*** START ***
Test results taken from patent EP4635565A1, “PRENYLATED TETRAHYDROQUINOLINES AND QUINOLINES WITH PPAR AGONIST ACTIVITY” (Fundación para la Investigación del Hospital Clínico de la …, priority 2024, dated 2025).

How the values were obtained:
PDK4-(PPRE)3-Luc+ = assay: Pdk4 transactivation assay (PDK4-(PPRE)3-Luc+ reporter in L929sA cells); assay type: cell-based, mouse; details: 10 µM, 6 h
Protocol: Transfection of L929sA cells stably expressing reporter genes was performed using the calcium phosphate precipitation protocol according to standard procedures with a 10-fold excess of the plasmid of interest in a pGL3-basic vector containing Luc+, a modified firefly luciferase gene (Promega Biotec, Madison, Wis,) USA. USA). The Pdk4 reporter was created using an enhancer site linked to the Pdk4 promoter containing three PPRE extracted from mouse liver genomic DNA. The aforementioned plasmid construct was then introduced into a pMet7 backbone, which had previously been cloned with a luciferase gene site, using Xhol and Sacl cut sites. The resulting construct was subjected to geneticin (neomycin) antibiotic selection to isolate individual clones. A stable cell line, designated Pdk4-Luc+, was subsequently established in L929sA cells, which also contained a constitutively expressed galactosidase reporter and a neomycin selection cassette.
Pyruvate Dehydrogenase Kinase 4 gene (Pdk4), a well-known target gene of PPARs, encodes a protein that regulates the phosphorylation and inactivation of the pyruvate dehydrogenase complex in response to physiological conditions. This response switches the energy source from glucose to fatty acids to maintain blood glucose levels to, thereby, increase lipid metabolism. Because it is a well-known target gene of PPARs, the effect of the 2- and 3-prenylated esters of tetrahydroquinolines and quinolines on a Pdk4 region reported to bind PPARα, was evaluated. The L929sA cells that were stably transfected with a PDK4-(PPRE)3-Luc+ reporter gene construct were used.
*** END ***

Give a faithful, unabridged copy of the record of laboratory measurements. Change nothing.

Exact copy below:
Test results taken from patent EP4635565A1, “PRENYLATED TETRAHYDROQUINOLINES AND QUINOLINES WITH PPAR AGONIST ACTIVITY” (Fundación para la Investigación del Hospital Clínico de la …, priority 2024, dated 2025).

How the values were obtained:
PDK4-(PPRE)3-Luc+ = assay: Pdk4 transactivation assay (PDK4-(PPRE)3-Luc+ reporter in L929sA cells); assay type: cell-based, mouse; details: 10 µM, 6 h
Protocol: Transfection of L929sA cells stably expressing reporter genes was performed using the calcium phosphate precipitation protocol according to standard procedures with a 10-fold excess of the plasmid of interest in a pGL3-basic vector containing Luc+, a modified firefly luciferase gene (Promega Biotec, Madison, Wis,) USA. USA). The Pdk4 reporter was created using an enhancer site linked to the Pdk4 promoter containing three PPRE extracted from mouse liver genomic DNA. The aforementioned plasmid construct was then introduced into a pMet7 backbone, which had previously been cloned with a luciferase gene site, using Xhol and Sacl cut sites. The resulting construct was subjected to geneticin (neomycin) antibiotic selection to isolate individual clones. A stable cell line, designated Pdk4-Luc+, was subsequently established in L929sA cells, which also contained a constitutively expressed galactosidase reporter and a neomycin selection cassette.
Pyruvate Dehydrogenase Kinase 4 gene (Pdk4), a well-known target gene of PPARs, encodes a protein that regulates the phosphorylation and inactivation of the pyruvate dehydrogenase complex in response to physiological conditions. This response switches the energy source from glucose to fatty acids to maintain blood glucose levels to, thereby, increase lipid metabolism. Because it is a well-known target gene of PPARs, the effect of the 2- and 3-prenylated esters of tetrahydroquinolines and quinolines on a Pdk4 region reported to bind PPARα, was evaluated. The L929sA cells that were stably transfected with a PDK4-(PPRE)3-Luc+ reporter gene construct were used.